Front Matter France Long Ago The Gauls In France The Priests of the Gauls Sailor Stories Conquests of the Gauls Two Great Battles Caesar in Gaul Gaul under the Romans First Christian Martyrs Patron Saint of France Franks Come to Gaul The First Kings Conquests of Clovis Clotaire and His Relatives Two Rival Queens Good King Dagobert The Saracens Checked End of the Merovingians Charlemagne's Wars Charlemagne's Manners Charlemagne, Emperor Feudalism Troublesome Sons The Strassburg Oath Normans Besiege Paris Last of the Carolingians The Year One Thousand Robert's Two Wives Wealth of the Clergy The First Crusade A Love Story The Second Crusade More Crusades The Battle of Bouvines Blanche of Castile The Sixth Crusade The Reign of Louis IX Effect of the Crusades The Battle of the Spurs End of Knights Templar The Hundred Years' War The Siege of Calais The Battle of Poitiers Seven Years of Misery The Brave du Guesclin Achievements of Charles V Charles VI Misrule in France The Disgraceful Treaty Joan to the Rescue Orleans and Rheims Joan's Martyrdom Charles's Successes The Crafty King Louis XI Louis XI's Reign Achievements of Louis XI Charles VIII The Second Italian War Death of Louis XII Francis I Rivalry of Kings Achievements of Francis I End of Francis's Reign Reign of Henry II A Young King and Queen Catherine's Regency The Forced Wedding Massacre of the Huguenots Death of Charles IX An Effeminate King he Battle of Coutras The Murder of the Guises Winning a Crown Conversion of Henry IV Henry IV's Second Marriage Death of Henry IV The Minority of Louis XIII Rule of the Favorites Richelieu and Louis XIII End of Louis XIII's Reign Beginning of a Great Reign Wars of the Fronde Death of Mazarin Versailles The Iron Mask Louis XIV's Campaigns Madame de Maintenon Later Wars of Louis XIV The Spanish Succession The Age of Louis XIV

Story of Old France - Helene Guerber

The Achievements of Charles V.

Meantime, the French king had been sitting quietly at home, managing finances and government so cleverly that the country was in a far more prosperous condition than it had been for many years. Instead of oppressing his people by constantly asking for more funds, this ruler actually remitted a large part of the taxes they had hitherto paid, so as to enable them to strengthen the walls of their cities, and equip themselves properly. Thus, you see, he was quietly preparing to renew the old conflict with England, but this time with far better chances of success.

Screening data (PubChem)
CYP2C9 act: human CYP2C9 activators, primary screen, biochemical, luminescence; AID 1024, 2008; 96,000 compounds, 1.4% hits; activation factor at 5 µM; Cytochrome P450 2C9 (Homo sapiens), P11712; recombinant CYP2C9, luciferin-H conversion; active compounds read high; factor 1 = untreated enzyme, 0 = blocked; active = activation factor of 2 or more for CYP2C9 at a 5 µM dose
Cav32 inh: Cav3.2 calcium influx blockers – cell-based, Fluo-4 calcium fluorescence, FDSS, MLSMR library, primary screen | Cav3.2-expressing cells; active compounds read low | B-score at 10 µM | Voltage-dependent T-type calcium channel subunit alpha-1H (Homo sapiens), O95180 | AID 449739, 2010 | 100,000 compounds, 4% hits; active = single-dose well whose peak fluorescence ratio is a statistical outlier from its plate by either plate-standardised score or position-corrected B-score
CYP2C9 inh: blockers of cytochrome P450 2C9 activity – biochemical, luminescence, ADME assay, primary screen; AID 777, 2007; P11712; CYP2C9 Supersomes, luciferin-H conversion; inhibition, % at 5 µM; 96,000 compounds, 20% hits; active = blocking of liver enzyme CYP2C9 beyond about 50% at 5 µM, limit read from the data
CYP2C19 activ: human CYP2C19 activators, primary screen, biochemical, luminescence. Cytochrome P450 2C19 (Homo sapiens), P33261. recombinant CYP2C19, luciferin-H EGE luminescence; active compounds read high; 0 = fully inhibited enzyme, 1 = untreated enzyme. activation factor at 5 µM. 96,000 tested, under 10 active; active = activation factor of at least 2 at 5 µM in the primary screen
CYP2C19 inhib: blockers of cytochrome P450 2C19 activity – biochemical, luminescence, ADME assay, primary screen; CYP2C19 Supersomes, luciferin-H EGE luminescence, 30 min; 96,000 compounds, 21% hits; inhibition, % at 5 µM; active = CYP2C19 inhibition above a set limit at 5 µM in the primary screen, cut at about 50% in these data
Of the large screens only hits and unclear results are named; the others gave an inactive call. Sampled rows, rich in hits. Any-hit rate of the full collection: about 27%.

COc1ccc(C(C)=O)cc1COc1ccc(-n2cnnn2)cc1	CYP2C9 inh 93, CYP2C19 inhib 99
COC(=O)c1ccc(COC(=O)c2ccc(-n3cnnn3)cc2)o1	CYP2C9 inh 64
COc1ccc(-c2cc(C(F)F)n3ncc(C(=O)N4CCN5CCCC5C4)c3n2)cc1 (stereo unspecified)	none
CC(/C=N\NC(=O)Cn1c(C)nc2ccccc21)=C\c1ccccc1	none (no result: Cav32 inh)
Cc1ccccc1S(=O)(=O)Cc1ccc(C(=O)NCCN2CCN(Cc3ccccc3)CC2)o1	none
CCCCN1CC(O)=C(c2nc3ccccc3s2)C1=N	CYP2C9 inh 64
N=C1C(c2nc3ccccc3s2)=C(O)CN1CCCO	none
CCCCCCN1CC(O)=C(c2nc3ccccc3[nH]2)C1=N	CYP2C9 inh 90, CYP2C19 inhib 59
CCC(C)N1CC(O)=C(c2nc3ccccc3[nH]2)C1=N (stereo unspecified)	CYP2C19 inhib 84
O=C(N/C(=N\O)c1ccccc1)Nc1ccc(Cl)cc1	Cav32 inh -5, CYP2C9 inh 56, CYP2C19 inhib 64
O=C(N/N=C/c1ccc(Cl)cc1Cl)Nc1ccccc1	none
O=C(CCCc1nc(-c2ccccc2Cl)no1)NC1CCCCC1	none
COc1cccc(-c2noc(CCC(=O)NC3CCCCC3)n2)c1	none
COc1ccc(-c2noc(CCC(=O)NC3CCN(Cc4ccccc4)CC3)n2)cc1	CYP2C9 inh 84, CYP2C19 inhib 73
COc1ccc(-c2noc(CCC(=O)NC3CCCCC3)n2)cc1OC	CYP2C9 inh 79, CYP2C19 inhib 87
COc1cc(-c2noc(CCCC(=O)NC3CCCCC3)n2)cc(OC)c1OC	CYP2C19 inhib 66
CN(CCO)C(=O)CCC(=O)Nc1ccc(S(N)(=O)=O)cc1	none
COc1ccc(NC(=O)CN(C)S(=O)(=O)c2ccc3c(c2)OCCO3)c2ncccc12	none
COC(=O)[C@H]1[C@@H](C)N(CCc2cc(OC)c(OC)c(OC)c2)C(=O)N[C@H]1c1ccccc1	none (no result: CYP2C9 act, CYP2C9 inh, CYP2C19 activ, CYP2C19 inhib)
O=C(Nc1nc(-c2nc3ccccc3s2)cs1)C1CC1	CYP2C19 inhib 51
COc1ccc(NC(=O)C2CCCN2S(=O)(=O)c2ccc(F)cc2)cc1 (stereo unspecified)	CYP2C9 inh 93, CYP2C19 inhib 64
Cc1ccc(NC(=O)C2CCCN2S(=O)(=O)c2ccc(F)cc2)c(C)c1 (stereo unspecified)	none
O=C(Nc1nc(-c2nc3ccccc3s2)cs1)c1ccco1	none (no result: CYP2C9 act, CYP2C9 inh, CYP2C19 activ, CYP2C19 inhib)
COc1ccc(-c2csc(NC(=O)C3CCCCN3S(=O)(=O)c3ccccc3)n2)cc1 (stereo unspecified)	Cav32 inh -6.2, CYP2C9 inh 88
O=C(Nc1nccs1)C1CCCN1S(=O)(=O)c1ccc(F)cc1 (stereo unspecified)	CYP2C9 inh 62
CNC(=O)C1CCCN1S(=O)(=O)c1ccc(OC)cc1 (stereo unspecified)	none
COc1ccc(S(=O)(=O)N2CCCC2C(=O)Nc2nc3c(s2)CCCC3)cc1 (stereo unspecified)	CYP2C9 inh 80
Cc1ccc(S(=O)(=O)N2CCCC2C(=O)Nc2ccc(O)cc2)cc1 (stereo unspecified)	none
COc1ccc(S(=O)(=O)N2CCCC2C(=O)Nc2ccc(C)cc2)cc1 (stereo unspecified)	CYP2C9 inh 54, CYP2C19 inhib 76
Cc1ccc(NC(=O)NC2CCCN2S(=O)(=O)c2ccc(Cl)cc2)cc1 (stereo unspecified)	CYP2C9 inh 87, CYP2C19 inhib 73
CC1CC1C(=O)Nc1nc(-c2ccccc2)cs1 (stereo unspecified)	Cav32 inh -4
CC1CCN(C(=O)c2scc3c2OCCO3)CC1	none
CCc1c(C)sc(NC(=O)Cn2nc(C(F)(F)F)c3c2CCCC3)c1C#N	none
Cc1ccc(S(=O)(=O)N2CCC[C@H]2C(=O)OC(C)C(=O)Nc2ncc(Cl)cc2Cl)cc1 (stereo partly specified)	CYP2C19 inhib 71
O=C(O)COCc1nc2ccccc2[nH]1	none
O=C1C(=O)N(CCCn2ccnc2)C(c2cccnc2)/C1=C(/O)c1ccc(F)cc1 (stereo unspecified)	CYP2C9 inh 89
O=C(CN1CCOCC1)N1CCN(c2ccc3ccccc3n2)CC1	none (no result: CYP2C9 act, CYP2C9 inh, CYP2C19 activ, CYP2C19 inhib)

His opponent, Edward III, less prudent than he, was meanwhile devoting most of his energies to pleasure, so when Charles finally used the complaints of the southern lords as a basis for renewing the war, England was ill prepared to meet it Charles V. began by sending a messenger to the Prince of Wales, summoning him to appear in Paris, to answer the charges made by the discontented lords. To this summons the fighting English Prince grimly retorted that he would certainly come, but with a helmet on his head and escorted by a force of sixty thousand men!

Undismayed by this answer, the King of France confiscated Guienne, where, helped by all those who were weary of English rule, he soon made great headway. The English, incensed by the falling away of many whom they had hitherto deemed friends, now became suspicious and revengeful, treating certain towns with such cruelty, that they daily lost further ground in the country.

Throughout this campaign the French made use of every device, often resorting to such trickery, for instance, as won back the city of La Rochelle, where the mayor was secretly in favor of the French. One day, when the English governor was dining with the mayor, a courier brought a letter from the English king. As warriors in those days considered it beneath their dignity to know how to read, the governor simply handed the letter over to the mayor, begging him to read it aloud. Gravely pretending to comply, instead of a warning to be on their guard as treachery was afloat, the mayor read an order for the English garrison to join the citizen troops and hold a grand drill and review on the market place on the morrow. The unsuspecting English, therefore, deserted the fort, and were drilling down on the square, when Du Guesclin, obeying a secret signal from the mayor, suddenly entered and seized the fortress, thus recovering possession of La Rochelle for the French.

Although beaten in the south, and finally forced to leave Guienne, the English were far from discouraged. Three armies were sent one after another to invade France and reconquer what had been lost, although, owing to ill-health, the Prince of Wales could no longer lead them.